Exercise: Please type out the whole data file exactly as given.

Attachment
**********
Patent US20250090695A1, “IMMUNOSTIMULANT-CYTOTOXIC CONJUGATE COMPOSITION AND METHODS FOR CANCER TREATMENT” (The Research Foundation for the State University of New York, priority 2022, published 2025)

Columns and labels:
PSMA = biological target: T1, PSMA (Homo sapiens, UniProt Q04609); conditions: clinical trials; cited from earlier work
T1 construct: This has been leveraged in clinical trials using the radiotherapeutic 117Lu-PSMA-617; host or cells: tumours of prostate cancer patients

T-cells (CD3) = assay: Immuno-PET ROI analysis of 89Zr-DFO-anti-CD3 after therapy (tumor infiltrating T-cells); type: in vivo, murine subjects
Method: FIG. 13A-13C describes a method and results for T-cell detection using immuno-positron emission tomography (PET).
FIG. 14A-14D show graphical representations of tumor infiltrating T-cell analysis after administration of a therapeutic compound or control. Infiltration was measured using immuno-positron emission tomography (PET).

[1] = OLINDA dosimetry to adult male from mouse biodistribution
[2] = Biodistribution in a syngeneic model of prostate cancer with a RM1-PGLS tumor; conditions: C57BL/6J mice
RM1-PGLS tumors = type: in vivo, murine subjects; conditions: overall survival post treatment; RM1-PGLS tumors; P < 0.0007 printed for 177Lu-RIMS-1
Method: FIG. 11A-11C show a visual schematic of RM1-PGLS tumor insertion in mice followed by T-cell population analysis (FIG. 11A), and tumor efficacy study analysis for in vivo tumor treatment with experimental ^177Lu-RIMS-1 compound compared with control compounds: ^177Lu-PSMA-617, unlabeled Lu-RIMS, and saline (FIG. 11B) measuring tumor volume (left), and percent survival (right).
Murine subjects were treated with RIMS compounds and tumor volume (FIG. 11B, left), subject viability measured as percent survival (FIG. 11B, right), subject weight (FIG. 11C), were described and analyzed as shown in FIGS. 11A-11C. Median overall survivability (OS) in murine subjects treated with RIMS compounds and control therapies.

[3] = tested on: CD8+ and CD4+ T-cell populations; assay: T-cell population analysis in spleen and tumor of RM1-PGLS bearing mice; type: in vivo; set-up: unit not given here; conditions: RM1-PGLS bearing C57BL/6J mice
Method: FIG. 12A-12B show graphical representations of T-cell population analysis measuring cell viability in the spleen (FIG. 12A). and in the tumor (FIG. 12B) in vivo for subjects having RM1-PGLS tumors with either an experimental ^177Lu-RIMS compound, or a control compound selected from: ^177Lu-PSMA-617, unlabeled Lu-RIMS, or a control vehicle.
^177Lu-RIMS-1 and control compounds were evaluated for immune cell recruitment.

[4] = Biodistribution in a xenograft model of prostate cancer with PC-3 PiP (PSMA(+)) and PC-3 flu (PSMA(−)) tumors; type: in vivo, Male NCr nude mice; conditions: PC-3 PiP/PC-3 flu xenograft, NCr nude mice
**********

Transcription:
Patent US20250090695A1, “IMMUNOSTIMULANT-CYTOTOXIC CONJUGATE COMPOSITION AND METHODS FOR CANCER TREATMENT” (The Research Foundation for the State University of New York, priority 2022, published 2025)

Columns and labels:
PSMA = biological target: T1, PSMA (Homo sapiens, UniProt Q04609); conditions: clinical trials; cited from earlier work
T1 construct: This has been leveraged in clinical trials using the radiotherapeutic 117Lu-PSMA-617; host or cells: tumours of prostate cancer patients

T-cells (CD3) = assay: Immuno-PET ROI analysis of 89Zr-DFO-anti-CD3 after therapy (tumor infiltrating T-cells); type: in vivo, murine subjects
Method: FIG. 13A-13C describes a method and results for T-cell detection using immuno-positron emission tomography (PET).
FIG. 14A-14D show graphical representations of tumor infiltrating T-cell analysis after administration of a therapeutic compound or control. Infiltration was measured using immuno-positron emission tomography (PET).

[1] = OLINDA dosimetry to adult male from mouse biodistribution
[2] = Biodistribution in a syngeneic model of prostate cancer with a RM1-PGLS tumor; conditions: C57BL/6J mice
RM1-PGLS tumors = type: in vivo, murine subjects; conditions: overall survival post treatment; RM1-PGLS tumors; P < 0.0007 printed for 177Lu-RIMS-1
Method: FIG. 11A-11C show a visual schematic of RM1-PGLS tumor insertion in mice followed by T-cell population analysis (FIG. 11A), and tumor efficacy study analysis for in vivo tumor treatment with experimental ^177Lu-RIMS-1 compound compared with control compounds: ^177Lu-PSMA-617, unlabeled Lu-RIMS, and saline (FIG. 11B) measuring tumor volume (left), and percent survival (right).
Murine subjects were treated with RIMS compounds and tumor volume (FIG. 11B, left), subject viability measured as percent survival (FIG. 11B, right), subject weight (FIG. 11C), were described and analyzed as shown in FIGS. 11A-11C. Median overall survivability (OS) in murine subjects treated with RIMS compounds and control therapies.

[3] = tested on: CD8+ and CD4+ T-cell populations; assay: T-cell population analysis in spleen and tumor of RM1-PGLS bearing mice; type: in vivo; set-up: unit not given here; conditions: RM1-PGLS bearing C57BL/6J mice
Method: FIG. 12A-12B show graphical representations of T-cell population analysis measuring cell viability in the spleen (FIG. 12A). and in the tumor (FIG. 12B) in vivo for subjects having RM1-PGLS tumors with either an experimental ^177Lu-RIMS compound, or a control compound selected from: ^177Lu-PSMA-617, unlabeled Lu-RIMS, or a control vehicle.
^177Lu-RIMS-1 and control compounds were evaluated for immune cell recruitment.

[4] = Biodistribution in a xenograft model of prostate cancer with PC-3 PiP (PSMA(+)) and PC-3 flu (PSMA(−)) tumors; type: in vivo, Male NCr nude mice; conditions: PC-3 PiP/PC-3 flu xenograft, NCr nude mice